41 Other Options Moving the deadline even closer to Election Day increases activist support somewhat, with the highest level of support (90%) for: – Option 3, the Friday before, or – Option 4, Election Day itself, if limited to the C&R office. Support from clerks and party chairs are even lower for these options than for one week prior.

42 Why are there different views? Election activists consistently see positive impacts arising and think potential negative impacts are unlikely to occur. Clerks and party chairs think positive outcomes are unlikely to be realized and that there is a real risk of negative impacts occurring.

43 Would changing the registration deadline increase voter turnout? Election activists support changing the deadline because they believe it will increase turnout, especially among those who move frequently and/or who historically have low rates of participation in the electoral process. Neither clerks nor party chairs share this view. They think changing the registration deadline might help movers, but a large majority of both groups do not expect an increase in overall turnout, or turnout by historically underrepresented groups.

44 Would changing the deadline affect election administration? Increase the Workload of election administrators A majority of clerks and party chairs say the change would increase workload; election activists disagree. Result in Long Lines at Polling Places Election activists don’t believe that changing the voter registration deadline to the Friday before election would result in long lines at polling places. A majority of clerks believe long lines would result. Party chairs are more split in their views but more disagree that this would be an impact than agree.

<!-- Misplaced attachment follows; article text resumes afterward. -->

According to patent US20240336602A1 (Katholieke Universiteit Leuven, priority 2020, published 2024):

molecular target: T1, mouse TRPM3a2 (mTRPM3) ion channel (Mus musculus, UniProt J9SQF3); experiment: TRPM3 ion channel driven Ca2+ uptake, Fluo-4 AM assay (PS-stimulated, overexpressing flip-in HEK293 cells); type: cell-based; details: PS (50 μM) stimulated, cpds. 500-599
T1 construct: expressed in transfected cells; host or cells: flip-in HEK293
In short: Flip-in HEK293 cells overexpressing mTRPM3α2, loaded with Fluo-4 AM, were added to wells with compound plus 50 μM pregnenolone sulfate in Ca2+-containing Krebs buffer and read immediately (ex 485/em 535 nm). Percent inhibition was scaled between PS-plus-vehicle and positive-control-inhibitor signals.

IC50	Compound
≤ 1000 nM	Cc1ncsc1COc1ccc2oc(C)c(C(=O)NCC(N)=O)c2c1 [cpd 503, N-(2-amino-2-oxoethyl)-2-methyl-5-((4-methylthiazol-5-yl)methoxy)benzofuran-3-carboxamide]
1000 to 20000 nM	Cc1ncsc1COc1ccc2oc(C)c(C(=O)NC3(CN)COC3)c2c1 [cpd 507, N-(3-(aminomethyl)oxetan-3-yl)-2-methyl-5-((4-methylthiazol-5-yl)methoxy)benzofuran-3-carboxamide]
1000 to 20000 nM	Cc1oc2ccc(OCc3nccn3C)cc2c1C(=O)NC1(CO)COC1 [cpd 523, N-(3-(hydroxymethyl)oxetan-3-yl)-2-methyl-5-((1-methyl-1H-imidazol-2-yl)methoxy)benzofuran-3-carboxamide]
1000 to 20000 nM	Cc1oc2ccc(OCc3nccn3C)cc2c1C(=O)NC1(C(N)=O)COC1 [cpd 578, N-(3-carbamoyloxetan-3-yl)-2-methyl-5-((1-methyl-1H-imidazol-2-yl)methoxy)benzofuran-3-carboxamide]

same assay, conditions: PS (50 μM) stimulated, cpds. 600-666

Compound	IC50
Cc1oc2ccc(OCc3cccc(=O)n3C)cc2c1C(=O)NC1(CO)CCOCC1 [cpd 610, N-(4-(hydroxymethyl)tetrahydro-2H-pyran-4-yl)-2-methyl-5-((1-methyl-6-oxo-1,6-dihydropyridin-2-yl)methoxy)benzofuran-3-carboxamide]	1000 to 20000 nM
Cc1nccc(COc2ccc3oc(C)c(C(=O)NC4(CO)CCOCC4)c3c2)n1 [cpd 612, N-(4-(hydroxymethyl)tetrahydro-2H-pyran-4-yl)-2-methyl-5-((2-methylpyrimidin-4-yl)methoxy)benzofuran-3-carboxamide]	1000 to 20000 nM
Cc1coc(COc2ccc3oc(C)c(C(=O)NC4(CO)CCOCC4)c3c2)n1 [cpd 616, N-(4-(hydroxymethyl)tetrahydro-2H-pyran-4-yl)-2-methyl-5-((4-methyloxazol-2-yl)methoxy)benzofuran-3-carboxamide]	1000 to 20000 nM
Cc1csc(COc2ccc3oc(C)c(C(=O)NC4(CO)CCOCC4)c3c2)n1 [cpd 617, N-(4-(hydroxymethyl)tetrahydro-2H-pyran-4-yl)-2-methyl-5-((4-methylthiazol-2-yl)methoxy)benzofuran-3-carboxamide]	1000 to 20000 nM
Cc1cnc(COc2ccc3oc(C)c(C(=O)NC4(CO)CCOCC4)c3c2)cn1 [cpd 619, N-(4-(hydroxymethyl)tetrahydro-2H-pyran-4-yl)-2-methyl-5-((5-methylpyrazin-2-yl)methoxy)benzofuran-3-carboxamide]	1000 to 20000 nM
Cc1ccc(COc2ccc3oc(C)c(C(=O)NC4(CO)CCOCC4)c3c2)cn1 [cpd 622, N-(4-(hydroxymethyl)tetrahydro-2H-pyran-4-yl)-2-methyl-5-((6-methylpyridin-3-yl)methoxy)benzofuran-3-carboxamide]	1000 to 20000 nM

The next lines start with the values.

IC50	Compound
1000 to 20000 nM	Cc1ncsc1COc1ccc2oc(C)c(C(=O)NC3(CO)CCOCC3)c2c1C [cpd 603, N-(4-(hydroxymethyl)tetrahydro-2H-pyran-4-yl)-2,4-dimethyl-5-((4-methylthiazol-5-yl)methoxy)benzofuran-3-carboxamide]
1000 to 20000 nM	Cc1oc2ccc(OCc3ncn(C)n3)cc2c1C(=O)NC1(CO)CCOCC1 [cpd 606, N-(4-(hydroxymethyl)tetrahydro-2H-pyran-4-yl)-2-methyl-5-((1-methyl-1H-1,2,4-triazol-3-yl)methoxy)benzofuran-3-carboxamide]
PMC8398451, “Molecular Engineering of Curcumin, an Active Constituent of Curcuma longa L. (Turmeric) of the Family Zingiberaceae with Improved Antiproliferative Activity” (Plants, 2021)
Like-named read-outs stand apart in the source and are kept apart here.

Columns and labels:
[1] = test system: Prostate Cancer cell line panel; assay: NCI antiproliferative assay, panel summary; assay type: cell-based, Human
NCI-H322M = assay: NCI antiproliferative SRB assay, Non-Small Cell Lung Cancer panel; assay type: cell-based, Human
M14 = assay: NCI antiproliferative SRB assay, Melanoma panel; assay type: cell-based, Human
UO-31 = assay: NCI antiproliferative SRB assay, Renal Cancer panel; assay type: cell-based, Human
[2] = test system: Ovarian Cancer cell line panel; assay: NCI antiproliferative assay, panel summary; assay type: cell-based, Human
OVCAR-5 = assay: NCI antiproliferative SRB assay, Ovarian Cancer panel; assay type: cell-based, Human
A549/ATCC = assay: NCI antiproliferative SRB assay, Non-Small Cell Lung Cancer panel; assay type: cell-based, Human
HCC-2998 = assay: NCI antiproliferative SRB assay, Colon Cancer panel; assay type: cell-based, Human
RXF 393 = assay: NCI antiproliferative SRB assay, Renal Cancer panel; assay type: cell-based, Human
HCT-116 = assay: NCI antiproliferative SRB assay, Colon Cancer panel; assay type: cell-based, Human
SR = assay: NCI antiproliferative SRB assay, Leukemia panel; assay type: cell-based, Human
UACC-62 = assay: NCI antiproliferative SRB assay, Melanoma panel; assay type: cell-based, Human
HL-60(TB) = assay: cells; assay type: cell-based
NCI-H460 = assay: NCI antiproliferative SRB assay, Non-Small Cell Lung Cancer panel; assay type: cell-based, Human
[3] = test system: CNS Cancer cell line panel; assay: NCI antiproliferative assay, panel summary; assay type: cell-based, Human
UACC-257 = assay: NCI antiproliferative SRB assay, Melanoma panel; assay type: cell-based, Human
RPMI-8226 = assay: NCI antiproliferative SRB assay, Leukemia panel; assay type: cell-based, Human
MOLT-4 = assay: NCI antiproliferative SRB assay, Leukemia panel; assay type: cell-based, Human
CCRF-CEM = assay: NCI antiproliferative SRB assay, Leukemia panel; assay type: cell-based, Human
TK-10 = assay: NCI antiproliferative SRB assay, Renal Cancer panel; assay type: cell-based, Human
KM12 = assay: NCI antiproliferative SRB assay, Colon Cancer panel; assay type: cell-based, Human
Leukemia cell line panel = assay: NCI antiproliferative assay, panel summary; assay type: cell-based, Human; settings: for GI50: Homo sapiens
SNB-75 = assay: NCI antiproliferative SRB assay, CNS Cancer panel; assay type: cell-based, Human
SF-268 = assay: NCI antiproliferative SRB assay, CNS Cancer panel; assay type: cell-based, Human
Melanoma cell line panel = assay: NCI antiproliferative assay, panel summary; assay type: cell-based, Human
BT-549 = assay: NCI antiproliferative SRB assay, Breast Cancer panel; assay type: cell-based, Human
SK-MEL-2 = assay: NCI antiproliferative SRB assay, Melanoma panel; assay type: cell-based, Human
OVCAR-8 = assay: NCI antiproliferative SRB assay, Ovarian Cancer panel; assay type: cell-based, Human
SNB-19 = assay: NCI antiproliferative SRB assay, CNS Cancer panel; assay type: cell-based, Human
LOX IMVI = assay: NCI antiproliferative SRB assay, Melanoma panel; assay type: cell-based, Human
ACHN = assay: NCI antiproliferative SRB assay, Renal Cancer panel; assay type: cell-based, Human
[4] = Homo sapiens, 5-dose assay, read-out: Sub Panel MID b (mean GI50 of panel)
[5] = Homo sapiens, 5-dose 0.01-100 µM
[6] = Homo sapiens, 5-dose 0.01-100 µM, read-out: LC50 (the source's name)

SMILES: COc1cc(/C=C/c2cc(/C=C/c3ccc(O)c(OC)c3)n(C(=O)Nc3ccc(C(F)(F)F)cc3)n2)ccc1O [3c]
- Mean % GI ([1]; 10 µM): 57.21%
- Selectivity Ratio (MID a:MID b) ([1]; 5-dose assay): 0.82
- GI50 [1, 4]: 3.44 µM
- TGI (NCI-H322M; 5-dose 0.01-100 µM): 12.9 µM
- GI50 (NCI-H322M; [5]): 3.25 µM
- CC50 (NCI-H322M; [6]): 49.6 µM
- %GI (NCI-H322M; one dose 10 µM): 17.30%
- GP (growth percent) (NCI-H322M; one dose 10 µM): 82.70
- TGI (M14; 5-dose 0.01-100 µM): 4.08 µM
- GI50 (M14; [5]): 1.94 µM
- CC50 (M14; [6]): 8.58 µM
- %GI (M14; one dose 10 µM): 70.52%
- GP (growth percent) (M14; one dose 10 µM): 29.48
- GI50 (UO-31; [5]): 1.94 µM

45 Would changing the deadline affect election administration? Make it More Difficult to Plan for the election. Almost all the clerks believe changing the registration deadline would make it difficult to estimate the # of ballots or staff needed to conduct the election. Party chairs share this concern. Election activists disagree that this would be an impact of the change. Make it Difficult to Compile and publish poll books. The reactions to this statement were similar to the one above. Make it Difficult to Create Voter Lists for Special District Elections The reactions to this statement were similar.

46 Would changing the deadline affect election administration? Provisional Ballots Reducing the number of provisional ballots is a potential benefit. Most clerks and election activists anticipate changing the deadline would be beneficial. Party chairs are divided but more disagree with the prediction than agree. Emergency Registrations Almost all the activists believe there would be a drop in emergency registrations. Most of the clerks also believe this. Party chairs are divided in their view, although more agree than disagree.

47 Would changing the deadline affect election integrity? Fraudulent Registrations Almost 2/3 of clerks and of party chairs believe that changing the registration deadline would result in an increase in fraudulent registrations. Election activists do not believe that changing the law would have this impact.

48 What Empirical Studies Say TURNOUT. Adoption of SDR appears to increase voter turnout, especially among younger and more mobile voters. INCONVENIENCE TO VOTERS. Research suggests that delays caused by SDR are reduced over time as voting technology (e.g., scanners) is modernized. PARTISAN BALANCE. SDR does not appear to favor one political party over another.

49 ADMINISTRATIVE BURDEN. The introduction of SDR can produce an administrative burden on a state’s election officials, but this burden seems to decline over time as the demands generated by SDR become more familiar. FRAUD. There is no clear evidence that SDR increases the incidence of voter fraud.